Iskald did not respond.
“Take as an example the legendary philosopher Avolub from Estrata. Do you think that we would be able to draw on his knowledge today, hundreds of years after his time, had he not written his thoughts down? He wouldn’t be known to us; no one would remember him anymore, and his wisdom would be lost.”
More silence followed. Diovinius seemed to be completely absorbed by his task and Iskald wondered whether the King was talking to him or simply thinking out loud. He did not dare interrupt.
“Did you know that Avolub wrote everything on stone tablets?” Diovinius continued slowly as he stroked the papyrus pages with the feather. “Do you realize how much time and dedication it took for him to do so? How big an effort it was? The legend says that even on his death bed he still chiseled stone, writing down the answers to life and death, writing down the key to understanding nature and ourselves.
“Seven thousand six hundred and eighty-three tablets, each containing hundreds of verses. His entire life he devoted to answering questions and solving problems. That’s why today he is the most respected and admired thinker of all time.
“Unfortunately, many of these tablets disappeared over the years. Who knows how much we have lost because of recklessness, how much wisdom and knowledge was lost because of envy. They had to be destroyed, they said; Avolub was a heretic, they said. It was all envy, I say.”
Diovinius stopped finally, leaned back in his chair and turned around. “Do you know how to write, young man?”
“Somewhat, my Lord.”
“You were taught?”
“I had a teacher a long time ago.”
“He was a wise man then, whoever he was. In our day and age it isn’t enough to have a strong arm and the ability to use weapons of destruction. To succeed in life you must be educated as well; then, and only then, will you be able to excel, to achieve more and to get further than you have ever dreamed of.”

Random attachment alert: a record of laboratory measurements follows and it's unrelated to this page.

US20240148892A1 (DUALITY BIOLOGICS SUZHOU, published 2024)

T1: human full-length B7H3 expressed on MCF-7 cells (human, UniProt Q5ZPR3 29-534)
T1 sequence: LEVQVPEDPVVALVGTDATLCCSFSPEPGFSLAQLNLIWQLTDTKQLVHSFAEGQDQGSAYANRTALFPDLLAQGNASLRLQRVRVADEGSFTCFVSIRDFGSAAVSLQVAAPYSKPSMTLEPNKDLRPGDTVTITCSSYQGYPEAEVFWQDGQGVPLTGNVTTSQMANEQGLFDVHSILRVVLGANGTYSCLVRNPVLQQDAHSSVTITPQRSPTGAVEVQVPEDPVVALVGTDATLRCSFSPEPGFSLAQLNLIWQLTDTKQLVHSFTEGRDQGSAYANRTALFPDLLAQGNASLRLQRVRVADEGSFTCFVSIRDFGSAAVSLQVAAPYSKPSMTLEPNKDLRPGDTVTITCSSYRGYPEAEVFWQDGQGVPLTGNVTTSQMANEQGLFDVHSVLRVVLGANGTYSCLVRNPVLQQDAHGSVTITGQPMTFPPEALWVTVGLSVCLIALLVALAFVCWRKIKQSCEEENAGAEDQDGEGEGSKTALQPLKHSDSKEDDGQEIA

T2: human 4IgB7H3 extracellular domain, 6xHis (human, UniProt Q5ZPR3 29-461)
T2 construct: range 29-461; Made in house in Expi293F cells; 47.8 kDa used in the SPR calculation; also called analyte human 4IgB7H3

“I agree, my Lord.”
Diovinius looked keenly at the young man. Then he smiled. “Laela tells me that you wish to stay in Nekrya.”
“Yes, my Lord.”
“Have you given any thought as to what you’d like to do here?”
“I want to enlist.”
“Into my army?”
“Yes, my Lord.”
“Only the best can enter my troops. You think you’re one of them?”
“I can hold my own.”
“We shall see.” Iskald’s seemingly unshaken confidence amused the King. “You’re a Northerner, then?”
“Yes, my Lord.”
“I’m not fond of Northerners, really.”
“Why, my Lord?”
“Hatred runs deep,” the King looked away. “History is scarred and stained by the blood of the innocent. The Vikings and the Biyackian Empire have inflicted much damage to our lands. The Lyonese Wolves, too.”
“The Lyonese?” Iskald could not help wincing.
“Hah!” Diovinius scoffed. “My people hate the Lyonese and whatever the reason behind it, I am not willing to extinguish the hatred.”
“Why, my Lord?”
“The Duke of Lyons had secretly given shelter to a man I want dead”, the King clenched his fist and looked at Iskald, his eyes suddenly throwing lighting bolts. “A man named Aezubah, whose wicked hand struck down my wife years ago.”
Iskald swallowed hard and this time he looked away without saying anything.
“Have you ever fought up North? Before you were captured?” Diovinius changed the subject after a moment of uncomfortable silence.
“No, I was too young, my Lord.”
“But you trained?”
“You’re confident in your abilities?”
“Yes, my Lord.”
Diovinius sat in silence for a long time, fixing his eyes on Iskald’s. The young man was not be easily intimidated and held the King’s stare. The old Monarch finally sighed and shook his head.
“You seek blood, I can see it in your eyes,” he said finally.
“Pardon, my Lord?” Iskald was puzzled.
“Your eyes give you away.” Diovinius was lost in thought. “They’re colder than anything I have ever seen, colder than the snow capping the mountains of the land you come from. They want to see blood; and you, you want to have vengeance.”
Iskald did not know what to say. Diovinius was able to read his deepest, most guarded thoughts and desires.
“If properly guided you will be a great asset to my troops; but if you stray, you can become a tremendous liability.”
“I don’t understand, my Lord.”
“It doesn’t matter. I fought many battles with Northerners like yourself, and I think that they are probably the finest warriors, though only somewhat civilized. It would be foolish on my part to reject your request and instead, to allow you to run free and unattended through my Kingdom.”
The King turned back to the manuscript he was working on. “Not too long from now we will be holding a contest during which all warriors will compete for the honor to be recognized. If you can demonstrate to me that you are worthy of your forefathers, I will gladly welcome you into my army.”
Iskald realized the conversation was over. He bowed his head and left the room, but the King barely even noticed that, so absorbed he was with his task.
* * *
Copyright © 2008 by Slawomir Rapala